The combination of hot temperatures and wildfire smoke has led to poor air quality across much of the West, and now it is filtering into the Midwest as the hot and dry fire weather conditions persist.
Wildfires have consumed more than 6.6 million acres of land so far this year, according to the National Interagency Fire Center, and the fire season is still not done yet.
Smoke from the Mosquito Fire, California's largest wildfire, and other blazes, including Oregon's Double Creek Fire and Idaho's Moose Fire, continue to push east.
The National Weather Service office in Reno, Nevada, shared this video of Mosquito Fire smoke from Central California sweeping into the Reno and Sparks areas Monday, eventually blocking the camera's view entirely.
Poor air quality in the Reno area prompted the Washoe County School District to cancel classes on Wednesday. Only schools in Gerlach and Incline continued with planned classes.
On Wednesday, dense smoke and poor air quality will be pervasive from much of the northern Rockies to the Northwest and, by Wednesday evening, will extend into the Upper Midwest.
Air quality alerts are in effect Wednesday for much of Idaho and Oregon, as well as parts of eastern Washington, western Montana and most of Wyoming.
Much of Oregon's smoke and air quality concerns are from the state's Cedar Creek Fire near Oakridge, causing unhealthy air quality in Bend and Burns and northeastward into Missoula, Montana.
Cedar Creek Fire Deputy Incident Commander Chuck Russell said some rain on Tuesday helped firefighting efforts, but they still "have a long way to go."
For firefighters on the frontlines, the smoke conditions can be unforgiving.
"It definitely affects everybody, the stinging eyes and the burning of the longs, but for the most part, we deal with this quite often in what we do and we just strive to have the best physical shape that we can on the fire lines, so it doesn't affect us as much," Russell said.
The incident commander said they try to rotate crews out as often as possible to get them fresh air, which depends on how the wind is blowing and elevation levels.
Communities under the influence of wildfire smoke are experiencing high Air Quality Index (AQI) values, and according to the U.S. Air Quality Index, anything above 150 is considered unhealthy air.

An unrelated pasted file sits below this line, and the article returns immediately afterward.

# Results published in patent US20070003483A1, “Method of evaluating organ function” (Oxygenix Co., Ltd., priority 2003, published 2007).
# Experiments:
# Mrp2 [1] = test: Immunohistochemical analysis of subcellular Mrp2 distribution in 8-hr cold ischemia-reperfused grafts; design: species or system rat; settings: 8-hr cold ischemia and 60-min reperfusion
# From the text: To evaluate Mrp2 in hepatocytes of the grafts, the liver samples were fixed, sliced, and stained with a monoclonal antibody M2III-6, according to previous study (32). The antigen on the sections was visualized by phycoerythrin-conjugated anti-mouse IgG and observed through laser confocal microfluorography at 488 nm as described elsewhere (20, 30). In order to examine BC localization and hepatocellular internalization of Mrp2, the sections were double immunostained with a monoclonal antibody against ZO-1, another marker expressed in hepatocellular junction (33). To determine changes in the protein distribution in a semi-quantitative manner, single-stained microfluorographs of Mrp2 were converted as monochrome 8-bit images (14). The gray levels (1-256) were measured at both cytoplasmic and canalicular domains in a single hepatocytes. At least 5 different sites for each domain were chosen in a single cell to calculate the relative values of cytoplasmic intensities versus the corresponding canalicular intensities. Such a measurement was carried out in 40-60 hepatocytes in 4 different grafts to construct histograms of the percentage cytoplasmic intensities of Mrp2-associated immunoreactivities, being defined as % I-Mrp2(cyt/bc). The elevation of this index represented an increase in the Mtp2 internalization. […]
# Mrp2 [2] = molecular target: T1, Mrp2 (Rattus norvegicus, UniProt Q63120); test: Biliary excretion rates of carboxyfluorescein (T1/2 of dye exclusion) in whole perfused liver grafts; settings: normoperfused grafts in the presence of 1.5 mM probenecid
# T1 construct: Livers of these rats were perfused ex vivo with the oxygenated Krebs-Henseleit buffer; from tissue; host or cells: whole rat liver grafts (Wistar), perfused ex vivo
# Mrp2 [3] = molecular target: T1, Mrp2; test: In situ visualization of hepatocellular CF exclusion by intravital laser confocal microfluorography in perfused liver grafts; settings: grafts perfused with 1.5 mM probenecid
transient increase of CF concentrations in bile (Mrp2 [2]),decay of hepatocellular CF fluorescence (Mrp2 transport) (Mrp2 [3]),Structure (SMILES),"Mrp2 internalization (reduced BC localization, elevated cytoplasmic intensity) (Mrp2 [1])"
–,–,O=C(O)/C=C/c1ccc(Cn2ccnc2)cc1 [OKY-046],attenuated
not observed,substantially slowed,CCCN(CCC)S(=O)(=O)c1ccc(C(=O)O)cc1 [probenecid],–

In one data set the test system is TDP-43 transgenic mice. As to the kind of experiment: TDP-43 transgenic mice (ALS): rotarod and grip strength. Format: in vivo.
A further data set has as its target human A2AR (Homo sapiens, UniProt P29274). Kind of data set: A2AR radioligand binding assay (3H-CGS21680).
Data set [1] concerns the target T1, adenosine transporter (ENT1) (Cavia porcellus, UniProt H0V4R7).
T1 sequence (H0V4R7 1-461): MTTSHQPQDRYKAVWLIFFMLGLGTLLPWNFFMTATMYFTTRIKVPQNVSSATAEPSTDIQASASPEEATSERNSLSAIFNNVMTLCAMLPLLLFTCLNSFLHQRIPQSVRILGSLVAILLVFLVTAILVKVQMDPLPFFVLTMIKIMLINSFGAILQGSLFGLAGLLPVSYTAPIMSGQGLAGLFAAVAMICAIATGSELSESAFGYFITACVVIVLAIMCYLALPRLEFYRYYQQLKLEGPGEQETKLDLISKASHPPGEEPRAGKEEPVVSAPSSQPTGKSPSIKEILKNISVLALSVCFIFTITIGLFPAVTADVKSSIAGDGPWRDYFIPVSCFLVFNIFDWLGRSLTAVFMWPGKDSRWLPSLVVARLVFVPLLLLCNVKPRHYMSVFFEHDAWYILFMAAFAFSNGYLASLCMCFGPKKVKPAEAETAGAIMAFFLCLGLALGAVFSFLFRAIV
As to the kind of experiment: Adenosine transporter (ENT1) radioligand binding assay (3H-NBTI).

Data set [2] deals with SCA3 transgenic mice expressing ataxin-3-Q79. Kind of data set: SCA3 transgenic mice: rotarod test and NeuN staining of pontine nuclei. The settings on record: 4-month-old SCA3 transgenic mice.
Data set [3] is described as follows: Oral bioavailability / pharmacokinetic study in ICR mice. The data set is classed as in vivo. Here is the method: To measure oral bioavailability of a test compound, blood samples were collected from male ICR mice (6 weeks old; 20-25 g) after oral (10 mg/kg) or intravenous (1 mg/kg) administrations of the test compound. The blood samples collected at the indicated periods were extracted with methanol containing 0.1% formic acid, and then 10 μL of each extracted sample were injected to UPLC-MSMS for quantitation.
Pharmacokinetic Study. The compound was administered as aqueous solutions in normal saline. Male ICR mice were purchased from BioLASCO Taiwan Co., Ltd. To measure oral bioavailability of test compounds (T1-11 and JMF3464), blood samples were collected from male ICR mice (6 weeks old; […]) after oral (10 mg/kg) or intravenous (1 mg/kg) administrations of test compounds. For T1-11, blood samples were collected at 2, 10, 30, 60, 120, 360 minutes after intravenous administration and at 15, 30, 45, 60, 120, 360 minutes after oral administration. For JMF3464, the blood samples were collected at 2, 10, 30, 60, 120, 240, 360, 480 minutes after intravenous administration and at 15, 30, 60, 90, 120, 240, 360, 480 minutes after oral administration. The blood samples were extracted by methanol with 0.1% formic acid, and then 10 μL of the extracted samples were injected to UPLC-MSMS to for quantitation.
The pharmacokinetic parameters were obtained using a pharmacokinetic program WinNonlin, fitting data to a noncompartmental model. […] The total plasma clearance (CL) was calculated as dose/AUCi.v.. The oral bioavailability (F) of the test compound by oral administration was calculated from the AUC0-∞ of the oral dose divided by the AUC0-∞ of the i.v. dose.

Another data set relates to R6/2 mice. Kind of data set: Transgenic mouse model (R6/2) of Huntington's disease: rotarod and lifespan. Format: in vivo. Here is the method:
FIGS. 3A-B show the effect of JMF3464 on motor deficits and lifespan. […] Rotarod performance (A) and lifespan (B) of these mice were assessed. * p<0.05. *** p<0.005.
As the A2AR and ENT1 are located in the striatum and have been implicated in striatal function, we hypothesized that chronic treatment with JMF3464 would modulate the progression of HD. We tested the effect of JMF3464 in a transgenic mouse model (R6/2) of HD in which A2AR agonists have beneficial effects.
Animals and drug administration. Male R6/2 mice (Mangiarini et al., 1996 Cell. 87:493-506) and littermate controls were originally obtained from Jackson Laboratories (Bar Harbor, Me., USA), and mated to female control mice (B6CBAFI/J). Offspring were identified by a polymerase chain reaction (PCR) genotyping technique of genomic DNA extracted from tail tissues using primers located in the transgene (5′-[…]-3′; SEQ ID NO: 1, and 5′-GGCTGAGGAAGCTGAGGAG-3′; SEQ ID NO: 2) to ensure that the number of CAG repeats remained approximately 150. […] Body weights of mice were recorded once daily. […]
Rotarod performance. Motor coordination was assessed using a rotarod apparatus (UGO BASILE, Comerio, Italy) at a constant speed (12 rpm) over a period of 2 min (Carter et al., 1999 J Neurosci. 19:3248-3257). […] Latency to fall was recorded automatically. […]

Reno, Nevada's AQI was 403 on Wednesday morning, which is hazardous on the AQI. Several cities in Idaho, California and Montana had indices near 200.
Smoke tracking across the Northwest has been driven by the influence of an upper-level ridge of high pressure – the same one that brought record heat to the region over the past week. Lightning from dry thunderstorms could spark new wildfires in parts of southern Oregon and Southwestern Idaho.
Weather pattern change spreading smoke farther east
A dip in the jet stream will allow a storm system to swing across the Northwest, transferring smoke to other parts of the country. The smoke is forecast to shift east, creating hazy conditions for parts of the Upper Midwest.
FOX Weather meteorologist Jason Frazer explained that the upper-level winds in the U.S. tend to move from the west to the east, which is why later Wednesday, areas as far east as Minneapolis-St. Paul will be seeing impacts from wildfire smoke.
Some moderate air quality alerts are already in place for Hot Springs and Rapid City in South Dakota.
Early in the week, hazy but vibrant sunrises greeted the Dakotas, Kansas, Minnesota and Iowa. Unfortunately, it's because the wildfire smoke in the air is creating poor air quality.
"We see the poorest air quality conditions from smoke in the morning because we have very stable air in place that actually traps all of the smoke and pollutants down to the surface near where we are, and we're going to breathe everything in," FOX Weather meteorologist Britta Merwin said.
On Wednesday, Minneapolis-St. Paul and Omaha, Nebraska, could see smoke-influenced sunrises and sunsets. However, no air quality alerts are in effect for those areas just yet.
The FOX Forecast Center is forecasting the wildfire smoke to continue its journey eastward over the Great Lakes on Wednesday, eventually arriving in parts of the Northeast by Thursday.